All I did was crop the photo a little bit, adjust the brightness and curves and pumped up the vibrance a little bit. These are really, really minor touchups which take about 2 minutes. But look at the difference it makes. I know, this is personal and I like a bright, well lit photo, but for Etsy (and blog photography) a colour pop is good to stand out in the endless listings!
Another thing that I see often is that people take beautiful pictures of their toddler in a lovely dress… Against the side of the house where the trash is still out and the weed is growing.vMind your background! Not only for the front page feature chance, but also for the cleanness of your pictures and the associated hygiene of your products. For example, if you take a photo of a baby blanket and there are cats in the background, Allergic people will probably not buy your items. You know you keep your cats out of your craft room and that there is not a hair to be found on your precious blanket. But those people don’t and they only have your pictures to go on!
And then the last thing, please, please, PLEASE do not put anything else then your own product on the foreground of your picture. I’ve seen to many times that people who wanted to style their picture, for example of their bobbin with vintage thread, used so many props that their bobbin was just lost in the photo. There’s nothing wrong with some styling, just don’t overdo it and never-ever-ever put your own product in the back.
So for those of you who who do not have a long attention span (like me!) here’s a short do/don’t list:
- Think about the goal of your photo.
- Think if you want one style in your shop.
- Lit your items well and make sure it’s in focus.
- Make sure the background is clean and clear of distracting items.
- If you think it’s necessary, do a little bit of touching up in Photoshop or a similar program.
- Just randomly point and click ( a no-brainer right?).
- Put animals on your photo’s of non-pet items.
- Take photo’s at midnight.
- Use distracting backgrounds or props.
Another pretty important thing to remember is to look through your customers eyes. What do they want to see? If you sell baby props, you might want to put a baby in your picture! If you sell tights, put them on (a model) instead of lying them down flat on a bed. If you are selling small items like jewelry, make sure you have a close-up of your item instead of a big white void where your item is supposed to be.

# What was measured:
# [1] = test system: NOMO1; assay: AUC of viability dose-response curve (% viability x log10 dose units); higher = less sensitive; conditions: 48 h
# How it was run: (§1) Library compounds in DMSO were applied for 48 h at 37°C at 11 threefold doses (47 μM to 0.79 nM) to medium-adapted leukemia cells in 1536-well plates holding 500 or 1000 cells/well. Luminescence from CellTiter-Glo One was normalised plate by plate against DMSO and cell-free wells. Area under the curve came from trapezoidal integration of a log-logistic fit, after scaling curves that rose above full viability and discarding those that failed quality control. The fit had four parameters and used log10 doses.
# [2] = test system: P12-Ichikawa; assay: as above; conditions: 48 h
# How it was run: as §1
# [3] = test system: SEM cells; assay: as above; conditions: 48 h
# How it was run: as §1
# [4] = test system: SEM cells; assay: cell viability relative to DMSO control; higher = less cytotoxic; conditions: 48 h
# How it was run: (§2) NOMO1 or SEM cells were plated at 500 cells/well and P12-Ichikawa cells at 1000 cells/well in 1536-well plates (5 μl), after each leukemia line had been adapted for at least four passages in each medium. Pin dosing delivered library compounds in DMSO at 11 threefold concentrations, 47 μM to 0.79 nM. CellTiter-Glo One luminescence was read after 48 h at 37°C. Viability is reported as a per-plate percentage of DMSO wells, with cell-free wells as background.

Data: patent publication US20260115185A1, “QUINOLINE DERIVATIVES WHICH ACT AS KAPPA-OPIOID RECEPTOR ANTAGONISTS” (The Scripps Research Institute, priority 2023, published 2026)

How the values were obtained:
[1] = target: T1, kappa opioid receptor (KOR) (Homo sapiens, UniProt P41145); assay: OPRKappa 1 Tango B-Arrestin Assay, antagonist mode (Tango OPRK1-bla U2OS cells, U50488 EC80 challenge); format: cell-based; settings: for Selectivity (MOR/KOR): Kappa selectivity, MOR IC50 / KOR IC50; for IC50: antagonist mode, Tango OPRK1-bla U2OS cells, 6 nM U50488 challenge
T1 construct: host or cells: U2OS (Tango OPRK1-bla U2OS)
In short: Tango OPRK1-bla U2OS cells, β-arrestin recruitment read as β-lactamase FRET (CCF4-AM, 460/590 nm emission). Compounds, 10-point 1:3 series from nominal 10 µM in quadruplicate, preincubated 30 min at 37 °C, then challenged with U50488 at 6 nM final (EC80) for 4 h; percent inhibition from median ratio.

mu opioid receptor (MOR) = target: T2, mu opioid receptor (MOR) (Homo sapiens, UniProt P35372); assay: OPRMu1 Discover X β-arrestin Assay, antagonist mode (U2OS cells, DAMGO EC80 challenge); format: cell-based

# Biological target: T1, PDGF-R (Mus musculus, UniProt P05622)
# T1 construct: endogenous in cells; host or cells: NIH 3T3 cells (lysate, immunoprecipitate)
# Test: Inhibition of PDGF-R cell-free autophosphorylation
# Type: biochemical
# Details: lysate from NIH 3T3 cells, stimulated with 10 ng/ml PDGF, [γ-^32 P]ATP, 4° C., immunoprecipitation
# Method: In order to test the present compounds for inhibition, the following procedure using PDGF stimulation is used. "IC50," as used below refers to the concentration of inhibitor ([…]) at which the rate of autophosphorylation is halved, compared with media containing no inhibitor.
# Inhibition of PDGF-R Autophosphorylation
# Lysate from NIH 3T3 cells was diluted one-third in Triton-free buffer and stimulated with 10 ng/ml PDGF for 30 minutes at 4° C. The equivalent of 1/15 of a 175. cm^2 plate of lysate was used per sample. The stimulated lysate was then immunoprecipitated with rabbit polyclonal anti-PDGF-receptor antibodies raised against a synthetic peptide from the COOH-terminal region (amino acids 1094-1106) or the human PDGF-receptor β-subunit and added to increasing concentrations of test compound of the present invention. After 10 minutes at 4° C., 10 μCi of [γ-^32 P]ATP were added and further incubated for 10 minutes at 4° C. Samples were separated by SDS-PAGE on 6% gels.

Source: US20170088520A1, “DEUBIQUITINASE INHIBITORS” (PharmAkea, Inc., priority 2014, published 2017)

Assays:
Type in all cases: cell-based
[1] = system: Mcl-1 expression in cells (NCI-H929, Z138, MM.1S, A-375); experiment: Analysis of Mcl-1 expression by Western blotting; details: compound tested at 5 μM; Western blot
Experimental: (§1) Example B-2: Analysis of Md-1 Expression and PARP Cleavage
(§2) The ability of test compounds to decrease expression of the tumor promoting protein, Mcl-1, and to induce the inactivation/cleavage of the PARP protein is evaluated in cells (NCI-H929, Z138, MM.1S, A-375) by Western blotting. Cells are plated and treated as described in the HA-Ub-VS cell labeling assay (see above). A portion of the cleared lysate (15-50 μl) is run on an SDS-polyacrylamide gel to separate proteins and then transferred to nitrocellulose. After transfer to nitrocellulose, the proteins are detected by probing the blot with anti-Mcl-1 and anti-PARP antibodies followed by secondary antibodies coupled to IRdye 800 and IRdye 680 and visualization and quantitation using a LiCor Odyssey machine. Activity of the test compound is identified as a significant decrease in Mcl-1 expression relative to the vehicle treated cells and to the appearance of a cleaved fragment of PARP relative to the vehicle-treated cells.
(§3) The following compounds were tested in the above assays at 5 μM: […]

I’m still working on developing my own style. Mind you, only a few of my pictures are “Etsy-proof” in my opinion. But I keep working on them, keep on changing them. It’s really motivating to see that your sales pick up, after you’ve taken new, better photo’s! This happened to me for my lucky stars. at first I took the pictures against a dark wooden plate. Beautiful plate, and the colours popped of the screen. However, it was not clean enough, not appealing enough. When I started using my 50mm lens for product photography, I chose to have some of the stars in focus and others in the background, a little bit blurred. These pictures apparently appeal much more to people, resulting in more sales on Etsy. Not surprisingly, because the pictures are the windows of your store!
So what about you guys? Have you learnt anything from experience (a.k.a. the hard way) about photographing on Etsy? I always was a bit afraid of trying to aim for that professional shot, figured I wasn’t way near that skill-level to compete with the pro’s. But I found out that following a few basic rules and using a lot of creativity sure helps a lot!